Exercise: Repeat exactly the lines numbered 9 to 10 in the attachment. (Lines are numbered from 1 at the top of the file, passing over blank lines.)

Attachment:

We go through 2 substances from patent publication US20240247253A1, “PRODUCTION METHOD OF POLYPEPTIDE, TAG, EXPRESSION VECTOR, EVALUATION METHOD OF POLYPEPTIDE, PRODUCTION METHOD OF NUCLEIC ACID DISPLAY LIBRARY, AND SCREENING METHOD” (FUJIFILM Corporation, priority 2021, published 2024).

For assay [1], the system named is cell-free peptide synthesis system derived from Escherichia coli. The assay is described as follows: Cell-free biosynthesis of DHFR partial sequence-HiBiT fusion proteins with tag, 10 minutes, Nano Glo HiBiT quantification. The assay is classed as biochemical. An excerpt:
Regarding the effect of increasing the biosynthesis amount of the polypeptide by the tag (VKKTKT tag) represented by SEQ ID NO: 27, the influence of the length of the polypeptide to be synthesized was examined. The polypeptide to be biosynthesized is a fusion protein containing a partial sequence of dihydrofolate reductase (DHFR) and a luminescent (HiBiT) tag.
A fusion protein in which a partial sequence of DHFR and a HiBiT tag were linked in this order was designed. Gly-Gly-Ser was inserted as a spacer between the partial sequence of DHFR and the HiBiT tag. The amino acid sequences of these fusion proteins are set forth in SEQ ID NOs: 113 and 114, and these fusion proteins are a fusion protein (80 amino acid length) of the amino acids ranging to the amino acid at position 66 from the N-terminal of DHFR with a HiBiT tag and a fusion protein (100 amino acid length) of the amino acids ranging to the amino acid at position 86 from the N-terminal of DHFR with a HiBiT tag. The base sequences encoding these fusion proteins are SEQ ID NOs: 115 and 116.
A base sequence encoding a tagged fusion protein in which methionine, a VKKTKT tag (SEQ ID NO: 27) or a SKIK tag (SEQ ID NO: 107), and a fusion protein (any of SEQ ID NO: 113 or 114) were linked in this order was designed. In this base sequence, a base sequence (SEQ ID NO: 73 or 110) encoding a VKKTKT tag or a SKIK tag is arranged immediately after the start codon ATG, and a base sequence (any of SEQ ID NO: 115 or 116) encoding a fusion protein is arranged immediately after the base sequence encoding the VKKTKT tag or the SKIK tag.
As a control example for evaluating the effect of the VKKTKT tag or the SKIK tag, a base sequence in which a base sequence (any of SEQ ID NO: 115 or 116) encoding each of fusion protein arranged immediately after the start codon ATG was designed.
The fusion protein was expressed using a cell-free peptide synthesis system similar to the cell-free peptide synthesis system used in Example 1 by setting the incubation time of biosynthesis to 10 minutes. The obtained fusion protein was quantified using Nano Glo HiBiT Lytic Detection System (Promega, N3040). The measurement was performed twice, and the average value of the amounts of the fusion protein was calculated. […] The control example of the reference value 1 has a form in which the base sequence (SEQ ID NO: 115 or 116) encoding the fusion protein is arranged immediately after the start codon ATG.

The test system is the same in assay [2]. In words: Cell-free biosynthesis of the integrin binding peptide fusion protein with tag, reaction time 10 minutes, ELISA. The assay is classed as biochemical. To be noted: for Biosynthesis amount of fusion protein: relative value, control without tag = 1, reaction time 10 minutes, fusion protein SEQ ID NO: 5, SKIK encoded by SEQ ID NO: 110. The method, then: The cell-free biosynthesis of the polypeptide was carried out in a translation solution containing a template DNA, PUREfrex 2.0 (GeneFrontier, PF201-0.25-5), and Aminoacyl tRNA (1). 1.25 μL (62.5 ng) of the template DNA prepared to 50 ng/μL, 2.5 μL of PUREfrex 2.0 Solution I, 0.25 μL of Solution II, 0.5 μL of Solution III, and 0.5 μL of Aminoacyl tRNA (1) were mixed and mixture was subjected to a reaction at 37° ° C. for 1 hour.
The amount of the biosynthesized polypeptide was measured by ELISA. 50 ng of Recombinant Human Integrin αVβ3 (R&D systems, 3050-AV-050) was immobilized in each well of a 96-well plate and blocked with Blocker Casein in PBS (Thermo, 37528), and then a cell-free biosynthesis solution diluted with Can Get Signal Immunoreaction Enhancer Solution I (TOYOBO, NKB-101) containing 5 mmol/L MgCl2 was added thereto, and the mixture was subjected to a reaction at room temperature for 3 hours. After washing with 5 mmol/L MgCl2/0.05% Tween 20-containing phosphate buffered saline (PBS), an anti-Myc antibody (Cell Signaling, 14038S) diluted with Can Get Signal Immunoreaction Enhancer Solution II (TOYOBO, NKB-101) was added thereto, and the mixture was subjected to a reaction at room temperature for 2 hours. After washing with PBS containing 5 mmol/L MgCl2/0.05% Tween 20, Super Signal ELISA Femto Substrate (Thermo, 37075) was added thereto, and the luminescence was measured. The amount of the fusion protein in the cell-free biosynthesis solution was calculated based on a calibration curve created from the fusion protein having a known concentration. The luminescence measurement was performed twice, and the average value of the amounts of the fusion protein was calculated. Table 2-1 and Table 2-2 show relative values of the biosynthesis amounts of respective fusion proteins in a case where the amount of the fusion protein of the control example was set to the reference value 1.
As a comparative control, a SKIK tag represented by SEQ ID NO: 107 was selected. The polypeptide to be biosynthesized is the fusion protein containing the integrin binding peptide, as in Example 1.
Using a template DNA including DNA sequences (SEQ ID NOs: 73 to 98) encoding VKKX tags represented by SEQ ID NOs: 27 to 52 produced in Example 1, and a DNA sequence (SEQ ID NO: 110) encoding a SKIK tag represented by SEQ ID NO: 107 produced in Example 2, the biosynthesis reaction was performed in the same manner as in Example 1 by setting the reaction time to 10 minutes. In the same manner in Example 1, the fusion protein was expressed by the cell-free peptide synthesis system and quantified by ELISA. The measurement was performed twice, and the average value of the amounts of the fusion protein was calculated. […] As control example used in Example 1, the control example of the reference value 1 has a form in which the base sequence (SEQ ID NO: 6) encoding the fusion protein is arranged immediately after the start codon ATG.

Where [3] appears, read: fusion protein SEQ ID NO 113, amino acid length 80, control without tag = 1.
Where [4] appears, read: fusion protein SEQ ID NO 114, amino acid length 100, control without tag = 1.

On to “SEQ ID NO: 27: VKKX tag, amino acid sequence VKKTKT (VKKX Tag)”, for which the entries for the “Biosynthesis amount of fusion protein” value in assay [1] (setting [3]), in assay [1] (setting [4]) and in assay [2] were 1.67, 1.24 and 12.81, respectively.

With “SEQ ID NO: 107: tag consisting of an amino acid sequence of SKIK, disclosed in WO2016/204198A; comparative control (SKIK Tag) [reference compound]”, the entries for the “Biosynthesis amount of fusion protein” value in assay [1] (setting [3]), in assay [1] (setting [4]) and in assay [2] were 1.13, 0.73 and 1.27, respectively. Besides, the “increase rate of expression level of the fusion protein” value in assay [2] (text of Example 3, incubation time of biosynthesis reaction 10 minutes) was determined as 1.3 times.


The amount of the biosynthesized polypeptide was measured by ELISA. 50 ng of Recombinant Human Integrin αVβ3 (R&D systems, 3050-AV-050) was immobilized in each well of a 96-well plate and blocked with Blocker Casein in PBS (Thermo, 37528), and then a cell-free biosynthesis solution diluted with Can Get Signal Immunoreaction Enhancer Solution I (TOYOBO, NKB-101) containing 5 mmol/L MgCl2 was added thereto, and the mixture was subjected to a reaction at room temperature for 3 hours. After washing with 5 mmol/L MgCl2/0.05% Tween 20-containing phosphate buffered saline (PBS), an anti-Myc antibody (Cell Signaling, 14038S) diluted with Can Get Signal Immunoreaction Enhancer Solution II (TOYOBO, NKB-101) was added thereto, and the mixture was subjected to a reaction at room temperature for 2 hours. After washing with PBS containing 5 mmol/L MgCl2/0.05% Tween 20, Super Signal ELISA Femto Substrate (Thermo, 37075) was added thereto, and the luminescence was measured. The amount of the fusion protein in the cell-free biosynthesis solution was calculated based on a calibration curve created from the fusion protein having a known concentration. The luminescence measurement was performed twice, and the average value of the amounts of the fusion protein was calculated. Table 2-1 and Table 2-2 show relative values of the biosynthesis amounts of respective fusion proteins in a case where the amount of the fusion protein of the control example was set to the reference value 1.
As a comparative control, a SKIK tag represented by SEQ ID NO: 107 was selected. The polypeptide to be biosynthesized is the fusion protein containing the integrin binding peptide, as in Example 1.